If you start to feel lost or overwhelmed by your job or internship search, reach out. Our team is here to help you navigate the waters. To make an appointment, you can log into http://www.speacareers.com or call our office at 812-855-9639.

Once you do get a job or internship, drop by the SPEA atrium to place a pin on our map (see picture above!). We would love to see where all our SPEA students are going when school lets out.

Congratulations SPEA December Grads…

The SPEA Career Development Office wishes you well for a successful and bright future.    Here are a few tips to help you get a great start in your first post-college job.   After you settle into your new career, please consider becoming a networking resource or mentor for other SPEA students.

Remember, if you still need help with the job search or have any career questions, the CDO is here to help you.     You can still access the SPEAcareers.com job board,  or e-mail speacare@indiana.edu         or call  812-855-9639  for career advising appointments. 

If you are away from Bloomington we can conduct phone or SKYPE advising sessions.

Again, congratulations on your achievement!

The CDO Staff:  Mark, Alejandra, Glenda, Katie, Marlene, Melodie, Rhiannon, Scott, and Susan

Forget What You’ve Been Taught About Self-Discovery

Our Director, Mark Case, found this great article that puts a new spin on answering the question, “What do I want to be when I grow up?”

20 Ways To Find Your Calling – Forbes.com

by Jessica Hagy

Not sure what to be when you grow up (whenever that is)? Fret no more.
We can figure this out together. Let’s get started.

1. Ignore the future, deal with the present. 
The question, “What should I be when I grow up?” is wrong. Ask instead, “What is next today?” People become fat one bite at a time, and we become adults one hour at a time, so what we do today matters.

2. Shop around. 
Unless you try on the outfit, you’ll never know if it fits. Do the same with vocations, avocations, hobbies and skills. You’ll need to sample every flavor to know your true favorite taste.

3. Say yes to odd opportunities.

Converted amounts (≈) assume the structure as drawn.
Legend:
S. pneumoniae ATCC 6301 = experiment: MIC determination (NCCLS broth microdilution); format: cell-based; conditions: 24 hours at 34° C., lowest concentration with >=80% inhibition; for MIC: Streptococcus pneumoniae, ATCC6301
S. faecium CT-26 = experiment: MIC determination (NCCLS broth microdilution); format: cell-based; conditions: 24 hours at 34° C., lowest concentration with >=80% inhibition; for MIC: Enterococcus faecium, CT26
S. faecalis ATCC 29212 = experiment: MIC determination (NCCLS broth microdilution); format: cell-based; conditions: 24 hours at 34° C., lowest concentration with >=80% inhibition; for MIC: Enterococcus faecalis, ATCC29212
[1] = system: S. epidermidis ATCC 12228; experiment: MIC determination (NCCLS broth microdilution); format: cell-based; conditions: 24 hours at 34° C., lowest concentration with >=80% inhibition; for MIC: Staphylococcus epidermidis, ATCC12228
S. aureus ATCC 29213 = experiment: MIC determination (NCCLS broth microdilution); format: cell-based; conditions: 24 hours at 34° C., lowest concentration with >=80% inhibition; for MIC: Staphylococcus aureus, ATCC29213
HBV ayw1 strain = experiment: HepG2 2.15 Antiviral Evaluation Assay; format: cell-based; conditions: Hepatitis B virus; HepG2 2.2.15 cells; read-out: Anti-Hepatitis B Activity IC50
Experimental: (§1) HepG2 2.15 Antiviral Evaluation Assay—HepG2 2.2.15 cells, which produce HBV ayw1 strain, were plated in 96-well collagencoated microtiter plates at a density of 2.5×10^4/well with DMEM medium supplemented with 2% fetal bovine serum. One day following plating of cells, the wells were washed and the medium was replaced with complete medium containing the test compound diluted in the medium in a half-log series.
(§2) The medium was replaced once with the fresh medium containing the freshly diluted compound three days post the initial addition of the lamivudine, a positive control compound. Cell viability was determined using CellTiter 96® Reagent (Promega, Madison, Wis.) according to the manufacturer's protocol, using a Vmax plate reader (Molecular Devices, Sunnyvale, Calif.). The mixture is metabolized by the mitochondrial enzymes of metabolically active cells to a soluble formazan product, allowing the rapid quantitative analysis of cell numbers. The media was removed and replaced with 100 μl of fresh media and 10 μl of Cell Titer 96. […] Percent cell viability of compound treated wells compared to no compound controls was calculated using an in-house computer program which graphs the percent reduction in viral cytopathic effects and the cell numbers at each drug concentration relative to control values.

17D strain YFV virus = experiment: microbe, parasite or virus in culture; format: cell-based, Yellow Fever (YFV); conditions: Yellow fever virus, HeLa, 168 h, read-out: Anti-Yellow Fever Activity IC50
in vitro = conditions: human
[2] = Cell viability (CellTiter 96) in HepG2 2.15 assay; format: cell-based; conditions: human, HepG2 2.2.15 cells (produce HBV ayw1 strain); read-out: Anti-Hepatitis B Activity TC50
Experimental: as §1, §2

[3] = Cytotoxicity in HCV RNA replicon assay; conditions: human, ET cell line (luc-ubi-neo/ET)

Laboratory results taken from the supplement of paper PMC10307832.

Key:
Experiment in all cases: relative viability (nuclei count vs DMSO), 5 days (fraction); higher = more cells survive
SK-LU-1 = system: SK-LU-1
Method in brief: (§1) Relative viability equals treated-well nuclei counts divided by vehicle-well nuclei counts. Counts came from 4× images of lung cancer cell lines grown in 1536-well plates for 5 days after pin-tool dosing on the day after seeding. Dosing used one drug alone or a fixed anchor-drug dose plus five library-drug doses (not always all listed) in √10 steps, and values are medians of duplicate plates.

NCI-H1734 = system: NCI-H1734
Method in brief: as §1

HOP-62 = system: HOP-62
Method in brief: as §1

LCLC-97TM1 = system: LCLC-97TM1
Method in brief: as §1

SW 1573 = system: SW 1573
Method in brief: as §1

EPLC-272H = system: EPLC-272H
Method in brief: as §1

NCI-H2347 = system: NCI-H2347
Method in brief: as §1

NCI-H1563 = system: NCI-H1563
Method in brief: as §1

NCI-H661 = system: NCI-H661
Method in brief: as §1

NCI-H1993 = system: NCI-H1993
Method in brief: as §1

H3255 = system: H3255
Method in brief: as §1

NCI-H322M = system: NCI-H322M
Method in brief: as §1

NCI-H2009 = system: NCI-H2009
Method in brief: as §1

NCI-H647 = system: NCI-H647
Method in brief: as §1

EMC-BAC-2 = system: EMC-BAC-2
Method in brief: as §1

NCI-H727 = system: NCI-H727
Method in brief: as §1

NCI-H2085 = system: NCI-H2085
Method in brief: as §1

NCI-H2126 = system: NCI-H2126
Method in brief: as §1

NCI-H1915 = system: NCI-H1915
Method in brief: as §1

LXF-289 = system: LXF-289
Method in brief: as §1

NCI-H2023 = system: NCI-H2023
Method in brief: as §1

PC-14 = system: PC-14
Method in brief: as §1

Say yes to the things that intrigue you, instead of the ones that bore you.

4. Find a problem to solve.
Being the solution makes your work feel meaningful. Having an issue to work against also gives you a villain to play against—and makes you a hero.

5. Burn your plans.
Your life will not go according to plan. Nobody’s ever has. So don’t worry if you get off track. The track was imaginary anyway.

6. Do not follow someone else’s dream.
Your parents want you to be A. Your boss wants you to be B. Your friends want you to be C. And society is clamoring for you to be D. You can’t please everyone, but if you do what YOU think you should, at least you’ll be able to sleep at night.

7. Blend your talents.
Instead of doing something that only takes advantage of one skill, create a mash-up of several things you do well. You’ll set yourself apart and feel more satisfied with what you’re doing.

8. Seek out people you actually like.
It’s more satisfying to dig a ditch with friends than to design a skyscraper with a team of sociopaths.

9. Give yourself permission to change your mind.
Most of us choose our paths around 18. As time passes, you might find new things to do and places to be and people to know, and a few calls you made at 18 will probably need to be overturned.

10. Ask the elderly for advice.
They’ve been there, done that, got the AARP card. You’ll find that happiness and satisfaction have more to do with love and purpose than dollars and cents.

11. Roam a library.
You never know which book, author, or topic will speak to you from the shelves. You might just find what you didn’t even know you were looking for.

12. Seek support, not tolerance.
You’re going to need help with anything and everything. Make sure you have people in your corner who do more than just nod and say, “that’s nice,” when you tell them your dreams.

13. Spend time before you spend money.